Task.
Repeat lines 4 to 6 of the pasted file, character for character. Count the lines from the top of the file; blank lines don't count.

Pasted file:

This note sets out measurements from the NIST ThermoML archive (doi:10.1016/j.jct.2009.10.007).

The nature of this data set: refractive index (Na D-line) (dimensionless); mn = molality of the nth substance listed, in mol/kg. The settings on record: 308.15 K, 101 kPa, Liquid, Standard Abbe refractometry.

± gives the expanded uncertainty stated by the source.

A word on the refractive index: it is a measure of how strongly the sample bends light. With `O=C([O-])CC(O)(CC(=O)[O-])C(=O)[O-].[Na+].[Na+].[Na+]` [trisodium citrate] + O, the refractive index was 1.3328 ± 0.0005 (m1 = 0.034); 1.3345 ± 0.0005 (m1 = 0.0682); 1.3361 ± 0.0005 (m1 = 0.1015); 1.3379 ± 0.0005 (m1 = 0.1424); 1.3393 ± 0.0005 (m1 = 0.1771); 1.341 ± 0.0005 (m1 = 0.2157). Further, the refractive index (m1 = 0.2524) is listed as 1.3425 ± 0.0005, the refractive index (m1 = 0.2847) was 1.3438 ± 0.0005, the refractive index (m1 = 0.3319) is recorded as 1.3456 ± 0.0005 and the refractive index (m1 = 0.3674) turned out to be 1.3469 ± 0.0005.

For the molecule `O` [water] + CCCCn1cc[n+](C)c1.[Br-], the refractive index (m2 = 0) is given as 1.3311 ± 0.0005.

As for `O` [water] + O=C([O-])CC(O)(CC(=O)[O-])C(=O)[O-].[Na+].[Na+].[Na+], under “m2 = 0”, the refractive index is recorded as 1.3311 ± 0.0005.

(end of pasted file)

A word on the refractive index: it is a measure of how strongly the sample bends light. With `O=C([O-])CC(O)(CC(=O)[O-])C(=O)[O-].[Na+].[Na+].[Na+]` [trisodium citrate] + O, the refractive index was 1.3328 ± 0.0005 (m1 = 0.034); 1.3345 ± 0.0005 (m1 = 0.0682); 1.3361 ± 0.0005 (m1 = 0.1015); 1.3379 ± 0.0005 (m1 = 0.1424); 1.3393 ± 0.0005 (m1 = 0.1771); 1.341 ± 0.0005 (m1 = 0.2157). Further, the refractive index (m1 = 0.2524) is listed as 1.3425 ± 0.0005, the refractive index (m1 = 0.2847) was 1.3438 ± 0.0005, the refractive index (m1 = 0.3319) is recorded as 1.3456 ± 0.0005 and the refractive index (m1 = 0.3674) turned out to be 1.3469 ± 0.0005.

For the molecule `O` [water] + CCCCn1cc[n+](C)c1.[Br-], the refractive index (m2 = 0) is given as 1.3311 ± 0.0005.

As for `O` [water] + O=C([O-])CC(O)(CC(=O)[O-])C(=O)[O-].[Na+].[Na+].[Na+], under “m2 = 0”, the refractive index is recorded as 1.3311 ± 0.0005.